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Time Guidelines for Non-exempt and Non-exempt Professional Employees & Examples

  1. General Rules
    1. Excluding normal commuting time, employees should be compensated for all travel unless it is:
      1. overnight;
      2. outside of regular work hours;
      3. on a common carrier; or
      4. where no work is done.
    2. An employer may rearrange the work schedule within the work week (Saturday – Friday) to avoid additional compensation hours which may occur as a result of travel time or compensable commuting time as described below. Whenever possible, the employer and employee should discuss the possibility of rearranging the work schedule prior to departure.
      However, special rules apply to special situations.
  2. Commute Time: Generally, an employee is not at work until he or she reaches the work site and begins working.
    1. If the employee is required to report to a meeting place where he or she is to pick up materials, equipment, or other employees, or to receive instructions before traveling to the work site, time is compensable once the employee reaches the meeting place.
    2. If the employee drives a state vehicle, to and from work, he or she does not have to be compensated for that commuting time as long as:
      1. driving the vehicle between home and work is strictly voluntary and not a condition of employment;
      2. the vehicle is a type normally used for commuting;
      3. the employee incurs no costs for driving the employer's vehicle or parking it at home; and
      4. the work sites are within normal commuting area of the employer's place of business.
      * Unless, there is a contract, custom or practice providing that an employee's regular daily travel time between home and the workplace is compensable. If such contract, custom or practice exists, the time is compensable.
  3. Travel During the Workday - General Rule:
    1. Travel as a part of the employer's principal activity must be counted as hours worked. If the travel is for the benefit of the employer, it is compensable.
      * Example: the employee travels from job site to job site during the workday.
    2. If the employee stops at a shop or the home office for his or her own convenience, the time traveling from the office to the site is not compensable.
      * Example: the employee leaves home for the work site but stops at a shop for his or her own convenience.
    3. Time spent by the driver in picking up other passengers and transporting them to a specific location is work time and therefore compensable.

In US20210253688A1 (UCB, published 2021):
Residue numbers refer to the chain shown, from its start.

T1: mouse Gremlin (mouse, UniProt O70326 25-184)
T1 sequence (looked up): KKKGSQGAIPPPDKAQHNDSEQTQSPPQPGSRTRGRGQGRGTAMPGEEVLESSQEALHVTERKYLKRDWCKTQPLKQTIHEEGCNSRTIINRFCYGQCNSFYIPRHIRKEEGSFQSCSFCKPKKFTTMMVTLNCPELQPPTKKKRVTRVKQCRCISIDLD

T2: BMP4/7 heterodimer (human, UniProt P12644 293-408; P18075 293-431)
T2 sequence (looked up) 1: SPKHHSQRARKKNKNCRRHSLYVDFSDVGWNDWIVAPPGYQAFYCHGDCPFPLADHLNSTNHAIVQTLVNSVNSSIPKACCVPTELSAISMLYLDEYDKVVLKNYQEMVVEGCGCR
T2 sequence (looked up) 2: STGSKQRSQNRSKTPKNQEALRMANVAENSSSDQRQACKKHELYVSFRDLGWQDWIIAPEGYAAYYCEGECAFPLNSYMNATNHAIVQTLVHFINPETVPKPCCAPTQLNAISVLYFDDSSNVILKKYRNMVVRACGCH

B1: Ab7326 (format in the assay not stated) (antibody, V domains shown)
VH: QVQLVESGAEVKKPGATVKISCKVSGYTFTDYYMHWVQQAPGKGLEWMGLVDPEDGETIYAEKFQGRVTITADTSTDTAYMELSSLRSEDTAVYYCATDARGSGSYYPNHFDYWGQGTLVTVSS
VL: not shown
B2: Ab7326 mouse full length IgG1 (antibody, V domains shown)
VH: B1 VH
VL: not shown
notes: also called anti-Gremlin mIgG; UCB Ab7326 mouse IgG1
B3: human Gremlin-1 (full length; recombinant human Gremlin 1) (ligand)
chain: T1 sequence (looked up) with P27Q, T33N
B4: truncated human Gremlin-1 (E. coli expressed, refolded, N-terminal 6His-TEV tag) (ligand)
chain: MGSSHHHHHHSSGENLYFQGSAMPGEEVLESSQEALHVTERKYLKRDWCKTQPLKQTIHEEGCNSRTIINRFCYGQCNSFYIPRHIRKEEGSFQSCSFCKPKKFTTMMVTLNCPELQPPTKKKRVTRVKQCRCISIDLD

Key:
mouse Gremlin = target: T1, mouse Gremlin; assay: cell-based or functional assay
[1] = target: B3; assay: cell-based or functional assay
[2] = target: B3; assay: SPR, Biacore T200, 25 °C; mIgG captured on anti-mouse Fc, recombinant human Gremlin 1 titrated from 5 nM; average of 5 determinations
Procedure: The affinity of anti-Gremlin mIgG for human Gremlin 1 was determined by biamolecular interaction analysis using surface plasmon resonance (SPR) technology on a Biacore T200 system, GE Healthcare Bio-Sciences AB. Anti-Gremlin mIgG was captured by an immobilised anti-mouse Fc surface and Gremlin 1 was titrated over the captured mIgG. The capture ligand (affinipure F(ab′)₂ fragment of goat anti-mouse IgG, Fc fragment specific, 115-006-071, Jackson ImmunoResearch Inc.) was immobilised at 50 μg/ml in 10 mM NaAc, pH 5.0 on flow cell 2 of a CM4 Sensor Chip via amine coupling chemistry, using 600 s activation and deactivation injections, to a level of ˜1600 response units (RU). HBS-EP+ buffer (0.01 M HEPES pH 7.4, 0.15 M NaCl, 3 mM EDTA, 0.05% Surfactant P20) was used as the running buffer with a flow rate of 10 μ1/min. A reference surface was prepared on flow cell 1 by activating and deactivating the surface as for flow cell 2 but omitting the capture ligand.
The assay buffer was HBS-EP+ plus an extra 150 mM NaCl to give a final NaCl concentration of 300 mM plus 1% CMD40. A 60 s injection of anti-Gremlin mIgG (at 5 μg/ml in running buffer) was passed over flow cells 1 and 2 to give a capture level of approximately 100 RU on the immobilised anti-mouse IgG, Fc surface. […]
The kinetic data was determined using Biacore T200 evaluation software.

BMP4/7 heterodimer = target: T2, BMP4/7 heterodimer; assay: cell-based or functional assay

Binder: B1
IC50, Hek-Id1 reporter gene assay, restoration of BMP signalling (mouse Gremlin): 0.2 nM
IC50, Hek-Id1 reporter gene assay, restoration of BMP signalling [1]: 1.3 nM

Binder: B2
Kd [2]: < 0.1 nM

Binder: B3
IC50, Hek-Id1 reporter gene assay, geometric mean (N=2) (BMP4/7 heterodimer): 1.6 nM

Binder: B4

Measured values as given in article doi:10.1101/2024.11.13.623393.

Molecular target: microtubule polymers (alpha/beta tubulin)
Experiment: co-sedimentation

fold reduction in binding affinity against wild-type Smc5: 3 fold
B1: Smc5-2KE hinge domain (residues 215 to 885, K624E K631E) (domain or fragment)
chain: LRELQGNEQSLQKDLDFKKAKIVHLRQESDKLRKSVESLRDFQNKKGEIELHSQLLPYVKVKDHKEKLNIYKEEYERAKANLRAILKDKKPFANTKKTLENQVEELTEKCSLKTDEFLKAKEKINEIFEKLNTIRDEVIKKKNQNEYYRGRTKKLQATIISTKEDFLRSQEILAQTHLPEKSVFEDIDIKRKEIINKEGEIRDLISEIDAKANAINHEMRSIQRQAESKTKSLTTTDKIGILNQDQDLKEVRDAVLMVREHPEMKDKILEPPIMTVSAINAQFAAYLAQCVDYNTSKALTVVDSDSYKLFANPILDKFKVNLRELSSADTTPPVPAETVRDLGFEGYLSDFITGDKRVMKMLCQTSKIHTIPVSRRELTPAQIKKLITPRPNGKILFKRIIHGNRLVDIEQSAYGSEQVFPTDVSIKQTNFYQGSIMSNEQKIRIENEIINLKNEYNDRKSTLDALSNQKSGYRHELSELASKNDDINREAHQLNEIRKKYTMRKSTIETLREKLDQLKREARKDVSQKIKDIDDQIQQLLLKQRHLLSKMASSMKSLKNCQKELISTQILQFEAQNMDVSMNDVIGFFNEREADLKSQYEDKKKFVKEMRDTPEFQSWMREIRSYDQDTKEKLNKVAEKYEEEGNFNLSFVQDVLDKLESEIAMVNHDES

4. Time spent by passengers traveling in a car outside the normal workday hours is not compensable.
  4. Out of Town Travel - Special One-day Assignment
    1. If the employee is assigned to work in another city for one day and the travel is performed for the employer's benefit and at its request, it is part of the principal activity of the employer and therefore is compensable. This is true even if the employee is traveling by common carrier since this is a special assignment and is not ordinary home to work travel. The assignment is performed for the employer's benefit and at the employer's special request to meet the needs of the particular and unusual assignment.
    2. However, in this special one-day assignment travel time between the employee's home and the airport or railway station is home to work travel time and therefore not compensable, if outside normal work hours.
  5. Overnight Travel: Travel that keeps an employee away from home overnight is travel away from home. Travel away from home is clearly work time when it cuts across the employee's regular work day hours and is compensable.
    1. The time is not only hours worked on regular work days during normal working hours but also during corresponding hours on non-work days. If this travel occurs during normal work hours on non-work days (i.e. Saturday or Sunday for an employee who works Monday through Friday) the time is also compensable.
    2. Overnight travel that occurs outside of the employee's normal working hours is not compensable whether it is on a common carrier or as a passenger in a car. The driver of the vehicle must be compensated as driving is work time.
      * Example: Employee drives to the airport to attend a seminar and has two co–workers as passengers with him. If the trip is made before or after normal work hours, only the driver receives compensation as only the driver is working. If the trip is made during normal work hours, all three employees are compensated because travel during normal work time is compensable.
    3. Time spent at a motel with freedom to use time for the employee's own purposes is not compensable.
    4. Time Zone Changes – If the time zone changes during the travel day, the hours should be calculated on the "actual" hours when calculating compensable time on travel days. A department may wish to use Central Standard Time (CST) for travel days to assist in determining work hours. Local time should be used for all other days of the travel.
      * Example: Employee rode to the airport on a non-workday but within work hours and left at 9:00 a.m. CST and arrived at the hotel Noon Pacific Standard Time (PST) (which is 2:00 CST). Actual hours of travel are 5 hours (9 am to 2:00 CST).
      * Return flight the employee left at 10 a.m. PST (which is 8:00 CST) and returned to Lawrence at 1:00 p.m. CST (11:00 PST). Actual hours of travel are 5 hours.
  6. Examples of Conference Travel
  7. Examples of Work Travel
  8. * If you have questions, please contact Human Resources at 812-237-4114.